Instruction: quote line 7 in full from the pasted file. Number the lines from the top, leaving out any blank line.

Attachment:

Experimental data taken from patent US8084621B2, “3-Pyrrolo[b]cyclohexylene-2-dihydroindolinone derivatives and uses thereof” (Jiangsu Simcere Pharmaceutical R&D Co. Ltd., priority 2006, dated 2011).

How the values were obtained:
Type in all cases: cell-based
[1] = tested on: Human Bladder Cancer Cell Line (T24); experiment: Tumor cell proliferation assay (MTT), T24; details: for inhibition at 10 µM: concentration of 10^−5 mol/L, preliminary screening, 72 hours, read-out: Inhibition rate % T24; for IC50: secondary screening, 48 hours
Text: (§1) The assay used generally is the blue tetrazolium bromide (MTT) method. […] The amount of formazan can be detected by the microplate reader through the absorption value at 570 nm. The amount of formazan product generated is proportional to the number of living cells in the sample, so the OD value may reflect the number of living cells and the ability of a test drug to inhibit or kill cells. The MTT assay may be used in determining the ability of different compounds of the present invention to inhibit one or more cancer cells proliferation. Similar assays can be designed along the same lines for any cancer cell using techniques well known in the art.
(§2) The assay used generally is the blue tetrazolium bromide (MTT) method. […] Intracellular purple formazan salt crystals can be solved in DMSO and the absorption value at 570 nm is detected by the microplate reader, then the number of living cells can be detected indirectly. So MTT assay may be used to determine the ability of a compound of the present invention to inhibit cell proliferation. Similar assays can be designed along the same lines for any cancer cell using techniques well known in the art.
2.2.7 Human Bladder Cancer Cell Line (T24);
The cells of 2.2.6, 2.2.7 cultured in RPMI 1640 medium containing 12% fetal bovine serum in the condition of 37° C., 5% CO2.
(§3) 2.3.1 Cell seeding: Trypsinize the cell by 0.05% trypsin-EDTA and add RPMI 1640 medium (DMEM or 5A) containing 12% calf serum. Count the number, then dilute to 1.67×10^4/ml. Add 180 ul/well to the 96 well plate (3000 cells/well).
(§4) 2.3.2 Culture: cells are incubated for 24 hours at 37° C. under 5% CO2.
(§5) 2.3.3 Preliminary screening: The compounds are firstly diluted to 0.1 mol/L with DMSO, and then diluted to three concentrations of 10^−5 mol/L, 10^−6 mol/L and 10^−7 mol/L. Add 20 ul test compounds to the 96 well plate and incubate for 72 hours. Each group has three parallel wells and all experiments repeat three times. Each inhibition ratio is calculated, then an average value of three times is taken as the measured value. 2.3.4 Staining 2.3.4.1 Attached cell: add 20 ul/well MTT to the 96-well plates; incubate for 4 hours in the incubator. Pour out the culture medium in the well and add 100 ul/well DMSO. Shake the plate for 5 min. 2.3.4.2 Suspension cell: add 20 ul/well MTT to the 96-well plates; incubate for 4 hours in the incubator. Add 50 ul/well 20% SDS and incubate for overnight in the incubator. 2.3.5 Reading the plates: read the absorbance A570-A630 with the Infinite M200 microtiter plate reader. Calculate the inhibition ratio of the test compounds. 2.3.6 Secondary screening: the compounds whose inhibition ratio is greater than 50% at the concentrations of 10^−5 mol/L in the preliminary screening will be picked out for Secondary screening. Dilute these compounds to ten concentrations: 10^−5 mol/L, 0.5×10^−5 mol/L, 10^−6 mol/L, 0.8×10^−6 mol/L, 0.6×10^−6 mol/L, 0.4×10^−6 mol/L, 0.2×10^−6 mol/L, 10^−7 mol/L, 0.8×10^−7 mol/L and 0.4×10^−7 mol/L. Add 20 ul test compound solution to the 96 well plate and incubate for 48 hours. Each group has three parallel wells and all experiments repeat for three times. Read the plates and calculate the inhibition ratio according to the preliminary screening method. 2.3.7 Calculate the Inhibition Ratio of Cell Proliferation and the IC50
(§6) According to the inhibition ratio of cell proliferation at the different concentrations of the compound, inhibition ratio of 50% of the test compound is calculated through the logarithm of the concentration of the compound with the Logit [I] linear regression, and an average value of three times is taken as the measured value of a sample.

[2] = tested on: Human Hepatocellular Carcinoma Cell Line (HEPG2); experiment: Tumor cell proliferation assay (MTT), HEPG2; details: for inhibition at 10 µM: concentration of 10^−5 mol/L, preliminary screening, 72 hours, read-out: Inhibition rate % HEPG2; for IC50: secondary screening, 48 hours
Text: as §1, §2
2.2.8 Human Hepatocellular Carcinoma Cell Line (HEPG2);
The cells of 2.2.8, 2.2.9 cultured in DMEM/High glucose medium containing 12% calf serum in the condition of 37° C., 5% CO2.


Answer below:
2.2.7 Human Bladder Cancer Cell Line (T24);